Starting in 2016 I changed most aspects of my life to afford long-term travel. I don’t simply save for a few weeks or months to pay for a one-off vacation. Instead, I live frugally, even when on the road. Here’s how I saved $2,000 a month while living and working in Boston. Ultimately, I was able to save about $25k in two years enabling me to quit my full-time job and work on freelance projects while traveling.
How did I save money to travel?
I made drastic changes in the way I lived and spent money. I also used a budget app (Mint) to track finances and set up weekly reminders with budget goals to hold myself accountable. Here are the specific actions I took to slash spending.
Move in with a roommate to maximize savings
Boston housing is expensive. When I lived alone I was in a (relatively) cheap apartment that was a 15-minute walk from the subway and paid $1,700 a month. After the lease was up I moved in with a roommate in Cambridge, paying $1,200 a month for my half of the rent. While it was an adjustment to have a roommate again, the apartment was just a block from the subway and near a number of coffee shops and restaurants. While I prefer living solo, pocketing $500/month was a much better deal.
Shop cheaper grocery stores
When I first put a savings plan together I made a spreadsheet and realized that after rent, food was my biggest expense. I was easily spending more than $500 each month. First, I kicked my Whole Foods habit in favor of a local discount chain, and then I got more serious, making loose meal plans and opting for generic items over brand names. You can see a full breakdown of my cost-cutting measures in the story I wrote for The Kitchn. Ultimately, I brought my food budget down to about $200 a month.
Buy secondhand clothes
Slashing the amount of money I spent on clothes and shoes was infinitely easier than cutting food costs—I like food more than clothes! I also stopped making trips to the mall and instead used online thrift stores like Thred Up when I needed new clothes. All items are sorted, categorized and ranked for quality by employees, making it less likely you’ll end up with terrible items.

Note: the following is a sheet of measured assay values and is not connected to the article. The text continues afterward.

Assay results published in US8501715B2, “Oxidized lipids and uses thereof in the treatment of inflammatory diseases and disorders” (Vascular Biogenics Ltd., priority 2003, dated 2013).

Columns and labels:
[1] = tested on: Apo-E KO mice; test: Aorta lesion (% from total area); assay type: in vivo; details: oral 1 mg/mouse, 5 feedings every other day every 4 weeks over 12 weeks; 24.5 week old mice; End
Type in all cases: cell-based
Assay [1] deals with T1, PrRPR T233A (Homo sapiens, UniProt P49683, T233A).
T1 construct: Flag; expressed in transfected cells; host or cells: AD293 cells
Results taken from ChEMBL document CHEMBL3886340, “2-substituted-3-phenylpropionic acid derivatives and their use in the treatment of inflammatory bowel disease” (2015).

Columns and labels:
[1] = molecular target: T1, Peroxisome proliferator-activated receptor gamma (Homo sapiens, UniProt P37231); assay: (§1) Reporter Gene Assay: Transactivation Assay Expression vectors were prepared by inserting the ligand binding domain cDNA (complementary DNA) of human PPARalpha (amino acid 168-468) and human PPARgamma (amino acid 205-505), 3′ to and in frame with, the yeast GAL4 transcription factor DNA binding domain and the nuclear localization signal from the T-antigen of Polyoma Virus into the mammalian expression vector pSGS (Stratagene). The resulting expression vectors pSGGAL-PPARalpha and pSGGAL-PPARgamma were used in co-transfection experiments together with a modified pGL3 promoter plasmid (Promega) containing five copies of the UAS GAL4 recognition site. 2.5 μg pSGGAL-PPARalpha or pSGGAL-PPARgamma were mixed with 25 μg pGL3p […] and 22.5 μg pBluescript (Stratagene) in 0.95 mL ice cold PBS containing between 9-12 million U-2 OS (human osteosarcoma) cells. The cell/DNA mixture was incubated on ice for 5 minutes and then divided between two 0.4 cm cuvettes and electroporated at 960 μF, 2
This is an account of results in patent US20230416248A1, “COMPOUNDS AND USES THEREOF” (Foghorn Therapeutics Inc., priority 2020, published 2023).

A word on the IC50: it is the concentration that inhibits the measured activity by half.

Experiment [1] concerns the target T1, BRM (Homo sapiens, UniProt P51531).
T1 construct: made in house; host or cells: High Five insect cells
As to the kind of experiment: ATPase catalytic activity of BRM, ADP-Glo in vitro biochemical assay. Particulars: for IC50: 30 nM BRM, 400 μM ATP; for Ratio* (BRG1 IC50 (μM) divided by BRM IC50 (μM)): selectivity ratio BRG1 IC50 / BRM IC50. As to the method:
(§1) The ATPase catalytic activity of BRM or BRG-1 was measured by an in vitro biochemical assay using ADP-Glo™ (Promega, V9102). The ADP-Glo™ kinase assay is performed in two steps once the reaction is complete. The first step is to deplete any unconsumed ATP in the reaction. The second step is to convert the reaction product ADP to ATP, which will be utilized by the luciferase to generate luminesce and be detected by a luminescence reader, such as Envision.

Cut out seemingly small expenses
In addition to the big changes, I also tried to make smarter choices about small expenses each day. For example, I started brewing my own iced tea and taking it to work instead of heading out to Starbucks for an afternoon treat. I brought lunch nearly every day so I didn’t need to fork out $10-$15 on a takeout meal. I cut cable and turned the thermostat down to 65 F in the winter (I love hot temps and used to keep it at 75). Sure, I needed to wear a heavy sweater around the house, but it also saved me hundreds of dollars.
Like I said, the food budgeting was the most challenging, but after a few months sticking to this stripped-down budget, it all felt normal. Looking back, I feel a little silly that I spent much of my adult life wasting so much money on things I didn’t really need and don’t miss.